De lo mío is a delicate drama that wears its heart on its sleeve, with subtle outbursts of nostalgic joy. Through the film, Dominican-American writer-director Diana Peralta dives into a personal exploration of conflicted Latinx identity that seeks to honor the greatest qualities of her family’s homeland, while also trying to understand how its perceived by those with ties to it, but born and raised elsewhere.
Two Dominican-American sisters, responsible Rita (Sasha Merci) and cheerful Carolina (Darlene Demorizi), arrive in Santiago, Dominican Republic from New York to help their older half brother Dante (Héctor Aníbal) clean out their grandparents home before it’s sold to be demolished. As soon as they arrive, Rita and Carolina bathe themselves in bug spray and continue to complain about the humidity. Their return marks the beginning of an irrevocable revelation to how they’ve engaged with this familiar but still foreign country, which then makes them question whether they’ll ever return again.
The love between the visiting “gringas” and their estranged brother, who is now a parent to a young boy, is undeniable, but there are also unresolved wounds derived from the girls’ privilege of growing up with their father. Dante, who was raised by his grandparents in the DR, feels he was abandoned. A fluctuating dynamic between loving embraces, furious shouting, and a unified reckoning with their shared pasts marks their relationship, and is made more compelling by the believably lived-in bilingual performances from the three leads.
Laden with old photographs and memories galore, the house they’re emptying out is a monument to the family’s history and its roots on the island. Contemplative shots of bare rooms where memories were made and lives were lived give a sense of mournful veneration. This property, a vessel of emotions in decay, doesn’t contain mere objects, but valuable artifacts that carry messages about those who inhabited it. When Rita and Carolina playfully don some of their grandmother’s outfits and wigs, they are, in a way, resurrecting her personality, her stories, and her legacy.
With a succinct screenplay, Peralta avidly executes each scene to offer direct, yet subtle, insight into the divide between the sisters who live abroad and the brother who stayed, as well as powerful indicators that they are more intimately alike than not. This is true especially in a perceptively framed moment where every element functions to bring them together in body and soul.
One afternoon, the two sisters can be seen in the foreground going through old records inside the house. Meanwhile, Dante cleans the garden outside, which we can see in the background through an ornamental iron partition. There’s a separation between them, but as the music begins, the three of them start dancing and eventually come together in a single space.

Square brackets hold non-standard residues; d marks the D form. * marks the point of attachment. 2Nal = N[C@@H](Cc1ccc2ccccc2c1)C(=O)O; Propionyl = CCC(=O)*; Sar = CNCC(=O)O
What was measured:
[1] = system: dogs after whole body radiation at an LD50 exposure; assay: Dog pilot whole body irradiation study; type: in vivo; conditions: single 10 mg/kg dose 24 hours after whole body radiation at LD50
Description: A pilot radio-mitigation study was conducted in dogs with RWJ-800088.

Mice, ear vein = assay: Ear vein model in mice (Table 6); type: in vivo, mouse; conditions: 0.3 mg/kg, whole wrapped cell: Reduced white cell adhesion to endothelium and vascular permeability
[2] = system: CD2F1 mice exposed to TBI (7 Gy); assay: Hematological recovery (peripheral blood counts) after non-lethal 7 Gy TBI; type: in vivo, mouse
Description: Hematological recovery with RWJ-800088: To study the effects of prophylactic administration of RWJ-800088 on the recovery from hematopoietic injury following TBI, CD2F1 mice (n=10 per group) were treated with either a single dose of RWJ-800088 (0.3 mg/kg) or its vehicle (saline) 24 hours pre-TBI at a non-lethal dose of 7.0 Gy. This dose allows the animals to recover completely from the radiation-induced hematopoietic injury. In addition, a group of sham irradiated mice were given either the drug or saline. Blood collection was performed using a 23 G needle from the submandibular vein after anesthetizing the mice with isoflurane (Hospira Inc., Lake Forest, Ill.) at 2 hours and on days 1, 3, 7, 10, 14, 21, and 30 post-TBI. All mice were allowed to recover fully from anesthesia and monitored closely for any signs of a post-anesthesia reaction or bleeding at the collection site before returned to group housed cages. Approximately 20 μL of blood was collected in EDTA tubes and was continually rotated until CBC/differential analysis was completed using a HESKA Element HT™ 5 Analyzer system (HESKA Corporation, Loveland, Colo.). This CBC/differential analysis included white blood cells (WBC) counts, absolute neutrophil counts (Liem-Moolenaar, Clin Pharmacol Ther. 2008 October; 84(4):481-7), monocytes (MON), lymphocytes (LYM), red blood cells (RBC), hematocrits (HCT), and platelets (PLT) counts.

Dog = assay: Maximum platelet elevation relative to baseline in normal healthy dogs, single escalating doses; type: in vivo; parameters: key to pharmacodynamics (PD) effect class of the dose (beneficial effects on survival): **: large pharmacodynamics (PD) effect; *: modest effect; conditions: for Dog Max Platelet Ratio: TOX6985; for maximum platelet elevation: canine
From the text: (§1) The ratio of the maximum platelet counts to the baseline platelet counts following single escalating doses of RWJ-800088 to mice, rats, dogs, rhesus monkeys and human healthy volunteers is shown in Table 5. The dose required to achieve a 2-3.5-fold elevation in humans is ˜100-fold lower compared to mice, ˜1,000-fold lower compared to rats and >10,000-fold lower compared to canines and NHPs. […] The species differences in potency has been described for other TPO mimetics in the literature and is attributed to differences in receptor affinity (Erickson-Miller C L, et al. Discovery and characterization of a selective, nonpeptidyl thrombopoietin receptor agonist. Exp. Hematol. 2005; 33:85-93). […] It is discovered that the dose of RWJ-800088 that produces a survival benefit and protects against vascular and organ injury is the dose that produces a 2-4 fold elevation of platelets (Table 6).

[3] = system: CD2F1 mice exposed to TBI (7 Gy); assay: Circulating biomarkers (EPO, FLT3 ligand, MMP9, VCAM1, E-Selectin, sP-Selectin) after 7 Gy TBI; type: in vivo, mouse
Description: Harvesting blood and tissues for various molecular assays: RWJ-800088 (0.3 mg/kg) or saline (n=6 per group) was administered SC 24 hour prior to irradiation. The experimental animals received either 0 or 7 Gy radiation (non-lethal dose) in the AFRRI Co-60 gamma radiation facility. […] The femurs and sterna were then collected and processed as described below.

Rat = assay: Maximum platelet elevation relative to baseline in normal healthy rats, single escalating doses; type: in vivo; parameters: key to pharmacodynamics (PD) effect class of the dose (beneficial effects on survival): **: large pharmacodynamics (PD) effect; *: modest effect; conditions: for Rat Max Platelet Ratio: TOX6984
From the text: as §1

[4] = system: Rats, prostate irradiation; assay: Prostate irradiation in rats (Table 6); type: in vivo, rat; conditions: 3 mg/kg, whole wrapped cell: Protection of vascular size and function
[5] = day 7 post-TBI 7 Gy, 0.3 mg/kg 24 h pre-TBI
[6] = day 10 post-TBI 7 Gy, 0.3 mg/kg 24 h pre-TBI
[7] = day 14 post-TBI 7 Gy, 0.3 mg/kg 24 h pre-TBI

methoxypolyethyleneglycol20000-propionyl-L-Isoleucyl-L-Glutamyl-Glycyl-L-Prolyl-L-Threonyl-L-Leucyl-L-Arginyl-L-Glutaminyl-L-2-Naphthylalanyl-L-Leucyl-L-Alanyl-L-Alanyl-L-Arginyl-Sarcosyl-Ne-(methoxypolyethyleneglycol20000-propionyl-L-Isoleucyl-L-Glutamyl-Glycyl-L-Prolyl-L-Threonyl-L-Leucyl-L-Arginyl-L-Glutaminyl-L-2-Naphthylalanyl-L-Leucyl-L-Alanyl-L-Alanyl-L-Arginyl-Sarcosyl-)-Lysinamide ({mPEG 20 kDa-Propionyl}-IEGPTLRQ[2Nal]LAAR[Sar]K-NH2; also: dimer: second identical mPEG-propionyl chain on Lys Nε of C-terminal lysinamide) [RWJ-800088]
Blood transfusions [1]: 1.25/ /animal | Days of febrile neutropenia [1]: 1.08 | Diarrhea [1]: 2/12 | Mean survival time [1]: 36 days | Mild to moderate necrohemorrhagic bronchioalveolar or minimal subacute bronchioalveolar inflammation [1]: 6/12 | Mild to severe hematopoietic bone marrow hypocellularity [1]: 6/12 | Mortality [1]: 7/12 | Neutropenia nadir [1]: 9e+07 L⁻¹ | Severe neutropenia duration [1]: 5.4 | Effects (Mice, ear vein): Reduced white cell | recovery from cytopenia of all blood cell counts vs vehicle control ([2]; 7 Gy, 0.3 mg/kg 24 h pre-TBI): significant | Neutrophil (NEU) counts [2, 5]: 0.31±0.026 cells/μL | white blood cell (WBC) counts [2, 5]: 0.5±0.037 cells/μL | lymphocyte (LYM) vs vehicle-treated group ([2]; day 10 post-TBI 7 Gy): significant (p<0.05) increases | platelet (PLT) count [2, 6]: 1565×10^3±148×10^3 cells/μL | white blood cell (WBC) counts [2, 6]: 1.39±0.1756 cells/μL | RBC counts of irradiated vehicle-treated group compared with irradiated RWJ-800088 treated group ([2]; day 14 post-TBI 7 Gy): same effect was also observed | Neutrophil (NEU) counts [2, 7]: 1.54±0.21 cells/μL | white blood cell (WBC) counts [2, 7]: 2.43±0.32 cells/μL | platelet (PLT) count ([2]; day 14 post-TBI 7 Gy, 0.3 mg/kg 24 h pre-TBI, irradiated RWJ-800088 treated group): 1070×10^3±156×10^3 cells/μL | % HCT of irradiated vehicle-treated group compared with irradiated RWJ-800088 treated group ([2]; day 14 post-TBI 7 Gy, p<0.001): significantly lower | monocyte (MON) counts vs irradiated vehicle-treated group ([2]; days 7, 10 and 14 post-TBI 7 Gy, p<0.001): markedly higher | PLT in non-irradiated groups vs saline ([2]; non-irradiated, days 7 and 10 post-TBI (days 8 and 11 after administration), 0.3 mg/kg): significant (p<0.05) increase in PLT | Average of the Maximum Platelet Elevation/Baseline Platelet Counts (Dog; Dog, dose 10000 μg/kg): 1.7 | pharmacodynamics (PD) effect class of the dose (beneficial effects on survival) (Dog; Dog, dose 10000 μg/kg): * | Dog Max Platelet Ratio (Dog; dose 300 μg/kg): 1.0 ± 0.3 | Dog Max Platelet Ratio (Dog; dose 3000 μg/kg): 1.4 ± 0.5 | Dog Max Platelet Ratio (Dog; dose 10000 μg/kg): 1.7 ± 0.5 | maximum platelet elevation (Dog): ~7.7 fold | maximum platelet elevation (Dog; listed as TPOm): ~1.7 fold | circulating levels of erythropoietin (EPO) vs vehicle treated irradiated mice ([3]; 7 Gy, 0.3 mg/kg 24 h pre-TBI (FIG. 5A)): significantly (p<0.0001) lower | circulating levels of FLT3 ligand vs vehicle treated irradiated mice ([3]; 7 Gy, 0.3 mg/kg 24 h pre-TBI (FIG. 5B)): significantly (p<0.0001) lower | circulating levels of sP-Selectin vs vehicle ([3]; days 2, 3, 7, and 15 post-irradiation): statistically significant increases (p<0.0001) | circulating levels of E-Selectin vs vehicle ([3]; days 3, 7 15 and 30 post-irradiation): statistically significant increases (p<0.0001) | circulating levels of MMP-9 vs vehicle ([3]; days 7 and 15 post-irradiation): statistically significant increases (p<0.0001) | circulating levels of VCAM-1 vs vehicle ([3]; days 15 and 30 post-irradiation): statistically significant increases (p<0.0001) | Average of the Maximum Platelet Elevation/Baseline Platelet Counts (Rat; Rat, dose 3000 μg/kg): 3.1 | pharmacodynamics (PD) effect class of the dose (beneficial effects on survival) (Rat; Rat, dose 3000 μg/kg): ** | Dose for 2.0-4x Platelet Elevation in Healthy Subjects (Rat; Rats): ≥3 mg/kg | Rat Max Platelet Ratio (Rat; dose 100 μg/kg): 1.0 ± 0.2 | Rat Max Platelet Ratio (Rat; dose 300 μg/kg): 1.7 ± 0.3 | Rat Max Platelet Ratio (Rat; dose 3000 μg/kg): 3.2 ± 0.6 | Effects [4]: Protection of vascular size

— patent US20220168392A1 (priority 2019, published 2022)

The song itself also rings with significance: “Compadre Pedro Juan” was popularized by Angel Viloria y su Conjunto Típico Cibaeño, fittingly a merengue band of Dominicans in New York that bridged that gap between the homeland and the diaspora in the 1950s. It’s a track that inadvertently speaks to them about a shared identity and that links them to their grandparents through the music of their youth.
In contrast, a nightclub scene scored with the dembow track “Limonada Coco” by Musicologo The Libro and Lapiz Conciente, paints a picture of young Dominicans today. That song could just as well be playing in a Latino bar in NYC, and elicit a similar reaction. Both music-fueled scenes encapsulate the notion that despite their distinct upbringings and each with their shortcomings, bigger forces connect the siblings. Despite the downbeat truths its clashing protagonists must heartbreakingly wrestle with, there’s a subdued vibrancy in De lo mío.
Repeatedly throughout the sisters’ stay, the camera meditatively looks up at the trees that have been planted on their land for a century, maybe even before their ancestors purchased it. Those trees are witnesses and accomplices to whatever happiness and sorrows unfolded, and Peralta makes their importance known by observing their grandeur unhurriedly. Although unaffected, the visual language in De lo mío has a certain down-to-earth elegance that finds interesting compositions within its disheveled locations, always giving the viewer a moment to focus on a particular wall or a window. Everything is charged with unspoken gravitas.
For Dante, who lives in the country, the physical existence of this building and its surrounding areas doesn’t define who he is. However, the sisters know that when the trees are uprooted so will they, and that loss of something seemingly immovable to ground them there frightens them. Thankfully, it’s in Dante’s son, who meets his aunts for the first time during their trip, that all parties can see a vehicle to remain together, even if apart geographically. The introspective journey Peralta puts Rita and Carolina through is actually not to say goodbye, but to remember that no matter what, the Dominican Republic will always be “de lo suyo.”